The SiDiary diabetes management software comes from the German company Sinovo. Similar to Glooko, it also enables patients to import their data from meters and pumps to the PC version that they can access and analyze from mobile phones and tablets. Patients can also send their data to their doctors. On their side, doctors can use the SiDiary Healthcare Professional Version, which allows them to read the patients data, get more detailed data about their patients and provide them with a closer follow-up, without installing different software from different manufacturers.
Screenshot of SiDiary’s mobile phone app
Similar software solutions are emerging in all the other medical fields beside diabetes. One of the examples comes from a young Croatian-American start-up Luxheal. Their team of doctors developed Luana – a mobile phone app that works as a digital assistant for prevention and rehabilitation of cardiac patients. “It collects and analyses their lifestyle data, connects them with hospitals and doctors who can optimise their treatment based on the provided data”. Luxeal’s CEO Marino Sabijan emphasises how Luana is currently declared as “patient aid”.
Luxheal’s products are GDPR compliant and in the process of becoming HIPAA compliant. But it is only the first step for this ambitious company. They are waiting for the Medical Device Regulation, planned for the end of May 2020, to get Luana classified as “Software as Medical Device”. The app is at the moment used in the USA (Maryland Urgent Care hospital) and Croatia.
Screenshot of Luxheal’s Luana software
Appointment Scheduling and Medical Billing
One of the biggest novelties that came with technology is the ability to reduce administrative workload in medical centres. One of the solutions that contributed to it is the possibility of scheduling appointments online. Most of these software programs have a billing system implemented as well as video conferencing options, enabling doctors to assess patients remotely.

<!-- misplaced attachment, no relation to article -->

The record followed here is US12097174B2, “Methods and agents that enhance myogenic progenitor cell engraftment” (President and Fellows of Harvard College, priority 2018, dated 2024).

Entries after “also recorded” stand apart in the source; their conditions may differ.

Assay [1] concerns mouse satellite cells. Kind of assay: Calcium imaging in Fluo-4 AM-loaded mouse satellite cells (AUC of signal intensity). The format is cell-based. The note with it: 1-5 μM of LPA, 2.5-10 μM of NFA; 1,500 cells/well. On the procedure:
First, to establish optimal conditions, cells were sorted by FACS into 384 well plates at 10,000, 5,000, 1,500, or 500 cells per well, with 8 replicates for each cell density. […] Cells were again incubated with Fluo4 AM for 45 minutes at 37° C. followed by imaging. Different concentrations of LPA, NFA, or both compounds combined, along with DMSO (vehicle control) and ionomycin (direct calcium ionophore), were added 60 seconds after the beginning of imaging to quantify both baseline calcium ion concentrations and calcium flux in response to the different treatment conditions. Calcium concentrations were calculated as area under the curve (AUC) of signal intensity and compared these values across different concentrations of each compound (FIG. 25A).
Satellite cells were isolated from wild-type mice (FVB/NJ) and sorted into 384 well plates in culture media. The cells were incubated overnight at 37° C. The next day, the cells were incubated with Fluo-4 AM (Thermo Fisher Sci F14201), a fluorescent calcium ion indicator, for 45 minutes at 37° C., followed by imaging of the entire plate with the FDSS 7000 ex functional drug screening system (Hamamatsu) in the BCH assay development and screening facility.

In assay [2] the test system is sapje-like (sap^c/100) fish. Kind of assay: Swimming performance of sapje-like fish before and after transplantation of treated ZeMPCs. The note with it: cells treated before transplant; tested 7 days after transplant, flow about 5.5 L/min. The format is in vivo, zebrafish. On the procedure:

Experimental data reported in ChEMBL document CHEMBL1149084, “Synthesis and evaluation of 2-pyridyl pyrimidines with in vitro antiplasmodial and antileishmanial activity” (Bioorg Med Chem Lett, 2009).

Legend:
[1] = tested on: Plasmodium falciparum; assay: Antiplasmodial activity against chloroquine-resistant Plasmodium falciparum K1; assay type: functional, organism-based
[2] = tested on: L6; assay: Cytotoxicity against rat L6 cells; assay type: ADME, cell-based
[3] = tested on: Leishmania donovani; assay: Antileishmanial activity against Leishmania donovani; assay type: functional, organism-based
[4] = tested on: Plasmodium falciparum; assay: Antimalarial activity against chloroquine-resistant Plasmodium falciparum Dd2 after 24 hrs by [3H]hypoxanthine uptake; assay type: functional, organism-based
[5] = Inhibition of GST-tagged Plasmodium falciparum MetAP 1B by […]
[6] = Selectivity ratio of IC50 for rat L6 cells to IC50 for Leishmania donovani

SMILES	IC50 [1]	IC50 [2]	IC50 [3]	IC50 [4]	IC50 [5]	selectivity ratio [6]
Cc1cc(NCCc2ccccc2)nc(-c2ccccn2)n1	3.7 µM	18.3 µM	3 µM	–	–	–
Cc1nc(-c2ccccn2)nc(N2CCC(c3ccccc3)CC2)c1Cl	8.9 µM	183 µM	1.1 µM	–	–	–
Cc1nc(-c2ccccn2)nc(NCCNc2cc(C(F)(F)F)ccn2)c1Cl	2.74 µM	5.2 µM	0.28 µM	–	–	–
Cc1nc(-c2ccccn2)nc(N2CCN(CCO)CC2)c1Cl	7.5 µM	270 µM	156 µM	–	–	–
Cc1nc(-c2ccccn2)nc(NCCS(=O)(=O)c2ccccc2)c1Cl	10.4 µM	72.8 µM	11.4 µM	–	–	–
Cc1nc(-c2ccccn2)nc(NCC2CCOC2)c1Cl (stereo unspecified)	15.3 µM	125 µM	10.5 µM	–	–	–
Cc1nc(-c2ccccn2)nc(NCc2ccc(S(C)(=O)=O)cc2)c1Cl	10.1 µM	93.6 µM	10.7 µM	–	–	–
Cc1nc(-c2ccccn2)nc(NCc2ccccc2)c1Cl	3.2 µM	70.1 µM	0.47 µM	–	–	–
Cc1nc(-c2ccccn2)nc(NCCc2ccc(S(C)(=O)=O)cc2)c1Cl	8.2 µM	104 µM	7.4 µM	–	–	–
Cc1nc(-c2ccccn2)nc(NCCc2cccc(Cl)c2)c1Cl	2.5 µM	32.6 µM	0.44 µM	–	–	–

A good example of how such software became practice comes from a French company Doctolib. Founded in 2013, they created a “consultation management software for health professionals and an online appointment-booking service for patients.” Today, Doctolib is also deployed in Germany. Their website is receiving more than 40 million visits each month. Doctors are listed on the app or website depending on their expertise, availability and location. Patients choose the doctor they want to schedule the appointment with and they can easily cancel it if they need to. Doctors have the same acceptance/cancellation option, and they can also have online consultations with patients and provide them with online prescriptions and bills.
Screenshot of Doctolib’s mobile phone app
Similar to Doctolib, the Swedish company Kry was founded in 2014 and since then, it allows patients from Nordic countries, as well as from the UK, France and Germany to consult a registered general practitioner by making an appointment on their mobile phone/tablet. Their app is called Kry in Nordics and Germany, while in France you can find it under the name Livi. After answering several questions about your symptoms, a doctor video-calls you to start the medical appointment.
Screenshot of Kry’s mobile phone app
A good example of a similar software used for appointments in the USA is SimplyBook.me. It is a HIPAA compliant scheduling software, which allows you to “create appointments, send reminders and enable the booking of extra services.” It is an affordable scheduling solution for medical and dental clinics.
Screenshot of SimplyBook.me mobile phone app
Electronic health/medical records systems
Being a healthcare professional means sometimes being occupied with follow-up of patients in the long run. One of the basic example to illustrate how medical software is helping to address this issue is to look at electronic health or medical records systems (EHRs and EMRs). They are basically digital versions of patients’ data that was earlier stored only on papers.
Even though it was previously described as “poorly designed systems [that] make doctors slave to their EHRs”, and criticized for their poor interoperability and high costs, their significance is not questionable. One of their biggest assets is that they are real-time records, allowing sharing amongst authorised personnel to access the needed patient data. They significantly reduced the amount of time healthcare professionals had to dedicate to archiving and storing, therefore freeing time for doctors to have effective discussions with their patients.